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18 comments on “‘R&D work in public’ held Aston Martin back before Brazil breakthrough”

  1. I don’t get the argument & what it has to do with anything, especially as all teams have done so since the pit lane presentation thing became mandatory.

    1. mark from Toronto
      8th November 2023, 14:42

      What don’t you get, they focued on testing 2024 concepts on the 2023 car and also put stuff on the car that they knew was not the best to ensure the windtunnel results coorealted to the track.

  2. Thats a very obscure way to say the performance of the development parts did not meet expectations. There’s nothing wrong with admitting you went in the wrong direction, like McLaren did early season.

    1. Agree.. their development path was probably the worst on the grid. Instead of owning up to it, they blame it on sprint weekends, etc. The updates were just rubbish, and when they removed most of them, they had a decent performance in Brazil.

      Their 2024 season is looking to be incredibly poor, just based on how they’ve handled in-season development this year.

  3. Pretty smart if that’s what they I tended from the beginning. Will be interesting to see how well it works for next season. However smart it may be, Merc and Ferrari wouldn’t do it due to the public shame.

    If intentional it makes a lot of sense during table rules. They can effectively test for next season during a race weekend. Tough to do and bad results will be inevitable but the pay off could be huge, and you’d think so.

    1. If they were languishing around the lower mid-pack, then going for agressive mid-season R&D would be worth it, imho. But when they were fighting for regular podiums and top 10 finishes , why upset the applecart so much?

      1. One place in the WCC is easily forfeited in exchange for a potential much bigger return. They aren’t struggling for finance.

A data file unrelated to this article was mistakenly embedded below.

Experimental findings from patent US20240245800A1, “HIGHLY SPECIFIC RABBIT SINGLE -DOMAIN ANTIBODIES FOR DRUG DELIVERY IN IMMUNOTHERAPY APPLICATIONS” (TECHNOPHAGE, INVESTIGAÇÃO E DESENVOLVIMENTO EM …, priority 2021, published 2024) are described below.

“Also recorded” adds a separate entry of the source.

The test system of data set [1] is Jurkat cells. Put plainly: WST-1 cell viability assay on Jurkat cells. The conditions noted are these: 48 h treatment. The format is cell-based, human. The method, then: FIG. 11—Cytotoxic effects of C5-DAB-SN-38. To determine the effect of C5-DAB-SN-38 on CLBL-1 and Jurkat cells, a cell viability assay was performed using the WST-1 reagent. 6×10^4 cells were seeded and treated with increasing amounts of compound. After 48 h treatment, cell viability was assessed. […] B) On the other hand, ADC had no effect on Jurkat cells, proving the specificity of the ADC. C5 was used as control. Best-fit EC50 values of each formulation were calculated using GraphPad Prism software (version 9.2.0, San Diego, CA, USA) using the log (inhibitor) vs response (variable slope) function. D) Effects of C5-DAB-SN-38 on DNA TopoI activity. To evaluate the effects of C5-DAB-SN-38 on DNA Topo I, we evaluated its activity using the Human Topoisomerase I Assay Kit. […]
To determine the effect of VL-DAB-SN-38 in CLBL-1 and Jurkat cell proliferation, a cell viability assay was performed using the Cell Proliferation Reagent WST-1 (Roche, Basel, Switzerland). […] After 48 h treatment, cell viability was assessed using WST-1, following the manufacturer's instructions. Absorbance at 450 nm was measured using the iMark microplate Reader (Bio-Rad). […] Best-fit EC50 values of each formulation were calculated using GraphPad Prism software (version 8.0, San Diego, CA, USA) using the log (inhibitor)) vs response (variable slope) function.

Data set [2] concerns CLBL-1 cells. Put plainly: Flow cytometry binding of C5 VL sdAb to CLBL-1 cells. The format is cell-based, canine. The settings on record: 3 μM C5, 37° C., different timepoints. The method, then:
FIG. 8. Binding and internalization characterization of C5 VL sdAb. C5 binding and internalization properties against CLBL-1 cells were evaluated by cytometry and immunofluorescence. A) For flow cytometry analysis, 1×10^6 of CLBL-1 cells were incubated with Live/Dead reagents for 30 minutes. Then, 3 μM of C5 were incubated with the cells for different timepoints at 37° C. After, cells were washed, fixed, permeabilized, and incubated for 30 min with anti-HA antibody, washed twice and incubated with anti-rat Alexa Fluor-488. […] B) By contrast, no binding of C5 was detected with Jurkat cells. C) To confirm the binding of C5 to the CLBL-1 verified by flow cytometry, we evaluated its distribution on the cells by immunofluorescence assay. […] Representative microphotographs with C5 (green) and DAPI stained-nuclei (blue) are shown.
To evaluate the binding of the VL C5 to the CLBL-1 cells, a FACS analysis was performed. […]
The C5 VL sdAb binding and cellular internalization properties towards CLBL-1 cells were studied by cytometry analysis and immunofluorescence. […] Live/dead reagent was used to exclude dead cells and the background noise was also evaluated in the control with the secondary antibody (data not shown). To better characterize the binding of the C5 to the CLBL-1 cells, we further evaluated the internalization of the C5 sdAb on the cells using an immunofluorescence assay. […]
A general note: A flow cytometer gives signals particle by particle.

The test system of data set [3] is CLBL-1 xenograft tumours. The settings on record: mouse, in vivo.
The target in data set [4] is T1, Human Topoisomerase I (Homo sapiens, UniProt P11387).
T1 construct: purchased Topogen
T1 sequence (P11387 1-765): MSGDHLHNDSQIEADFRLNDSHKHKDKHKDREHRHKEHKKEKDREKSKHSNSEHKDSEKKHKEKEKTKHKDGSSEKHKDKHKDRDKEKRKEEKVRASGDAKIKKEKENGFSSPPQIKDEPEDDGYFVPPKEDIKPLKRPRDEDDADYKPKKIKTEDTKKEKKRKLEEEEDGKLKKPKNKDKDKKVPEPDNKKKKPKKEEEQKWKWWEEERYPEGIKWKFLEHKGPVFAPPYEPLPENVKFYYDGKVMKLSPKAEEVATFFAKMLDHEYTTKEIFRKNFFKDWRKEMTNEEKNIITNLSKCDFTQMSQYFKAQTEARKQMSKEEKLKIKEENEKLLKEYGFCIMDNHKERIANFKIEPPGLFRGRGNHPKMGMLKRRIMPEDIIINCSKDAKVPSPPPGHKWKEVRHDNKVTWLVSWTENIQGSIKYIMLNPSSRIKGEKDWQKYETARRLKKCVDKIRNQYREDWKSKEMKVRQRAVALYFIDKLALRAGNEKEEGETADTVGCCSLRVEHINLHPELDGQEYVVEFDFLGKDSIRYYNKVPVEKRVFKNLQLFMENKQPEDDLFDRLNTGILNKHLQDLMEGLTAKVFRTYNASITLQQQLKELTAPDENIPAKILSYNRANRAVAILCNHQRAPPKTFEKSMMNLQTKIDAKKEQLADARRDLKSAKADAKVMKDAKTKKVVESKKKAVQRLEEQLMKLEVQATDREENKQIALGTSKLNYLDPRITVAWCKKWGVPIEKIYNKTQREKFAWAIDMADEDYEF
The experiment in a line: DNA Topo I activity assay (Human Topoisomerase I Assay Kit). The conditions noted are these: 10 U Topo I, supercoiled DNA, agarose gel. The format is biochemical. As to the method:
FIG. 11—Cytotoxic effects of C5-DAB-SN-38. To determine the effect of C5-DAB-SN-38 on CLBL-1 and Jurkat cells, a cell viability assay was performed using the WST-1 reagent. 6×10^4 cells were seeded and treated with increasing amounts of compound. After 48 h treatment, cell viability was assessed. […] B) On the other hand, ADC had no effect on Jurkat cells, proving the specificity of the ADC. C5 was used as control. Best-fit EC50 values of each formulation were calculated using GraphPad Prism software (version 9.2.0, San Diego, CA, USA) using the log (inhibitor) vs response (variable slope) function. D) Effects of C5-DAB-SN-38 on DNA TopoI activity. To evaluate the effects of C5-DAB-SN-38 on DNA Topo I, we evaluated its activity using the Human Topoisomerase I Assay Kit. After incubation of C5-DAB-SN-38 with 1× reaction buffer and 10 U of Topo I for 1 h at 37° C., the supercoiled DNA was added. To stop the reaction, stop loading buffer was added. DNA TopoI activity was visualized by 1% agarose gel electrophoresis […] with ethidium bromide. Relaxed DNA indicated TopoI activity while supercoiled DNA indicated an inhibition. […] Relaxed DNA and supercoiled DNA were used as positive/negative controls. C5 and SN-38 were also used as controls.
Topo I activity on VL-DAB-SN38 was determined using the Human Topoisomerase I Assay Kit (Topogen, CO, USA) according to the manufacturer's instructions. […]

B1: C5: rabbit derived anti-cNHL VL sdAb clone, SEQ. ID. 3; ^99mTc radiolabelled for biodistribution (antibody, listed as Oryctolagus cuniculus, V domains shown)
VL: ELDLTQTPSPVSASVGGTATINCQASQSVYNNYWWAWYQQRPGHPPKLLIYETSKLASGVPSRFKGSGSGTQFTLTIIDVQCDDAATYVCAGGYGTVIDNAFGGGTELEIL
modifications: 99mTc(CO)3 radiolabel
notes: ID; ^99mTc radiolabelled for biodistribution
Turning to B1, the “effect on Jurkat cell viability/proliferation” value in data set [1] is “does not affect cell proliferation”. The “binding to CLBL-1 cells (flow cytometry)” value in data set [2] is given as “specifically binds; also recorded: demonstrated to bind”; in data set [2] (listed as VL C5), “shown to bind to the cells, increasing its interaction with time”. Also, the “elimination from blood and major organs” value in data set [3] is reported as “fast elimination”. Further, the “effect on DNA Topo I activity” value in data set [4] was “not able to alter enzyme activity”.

2. that’s the backmarkers approach, testing during weekends. shows this team lacks proper structure, funding probably, and winning mentality.
      and it’s even worse considering the baseline car is pretty good by itself, as it was a sort of Red Bull impression. This is the same team that produced great results with the pink Mercedes, but struggled to move on from there. Their best shot with how things work there, is to copy this year Red Bull and aim for second next year

      1. They definitely don’t lack proper funding. They have some of the best infrastructure in F1 now. As for engineering structure, we have no idea. However, I highly disagree that it’s a back marker move to test if your correlation works. That’s something that could screw you over for years to come. A couple bad weekends will be completely forgotten. And, unless money is a problem, you’re not going to worry about losing a place in the standings over giving yourself the best chance to compete at the highest level next year. If anything, sacrificing long term competitiveness for an end of season 3rd over just accepting you might come in 4th or 5th is the definition of a midfield back marker attitude.

    3. It’s free testing and on circuit is always beter then windtunnel…..

  4. Yes (@come-on-kubica)
    8th November 2023, 17:47

    Ahh they were doing the 2008 sauber strategy. Hopefully they won’t make a dud car the following year.

    1. No. That was giving up an actual shot at a WDC in exchange for a head start. They also didn’t do in season tests. They just stopped updating the car at all. One of the dumbest things I’ve ever seen.

      1. Agree. It was the most ridiculous decision, taken by Mario Theissen IIRC. Given how Massa and Hamilton were throwing points away up until the last race, Kubica had a very real shot at taking the title even if he had the 3rd fastest car that season.

        1. Yes, a shame for both kubica, who only had a title chance in 2008, and sauber itself, which as a team never won a title before or after.

          1. Never won a race after Canada 2008.

          2. And Kubica had been against the idea from the start. He should have slammed on the brakes and intentionally come second. That would have been wild.

  5. They out performed to start the year and lost expected wind tunnel time. With a salary cap it makes more sense for a team hitting the cap without issue to tank for development resources than fight for runner up.

    1. I doubt they were and with no rules changes for next year there’s too much linear progression for that approach to make sense. RBR’s car unchanged would likely still be the fastest car on the grid for the first few races. Besides, I think Alfa will gain only a negligible % from finishing 10th vs 8th or 9th.

      I’d love to see Checo at Sauber (where he went well) to see a battle of the #2’s. Whatever the results, Max and Lewis super fans would have seizures using them to say “see!”’or “no, that’s yada yada!”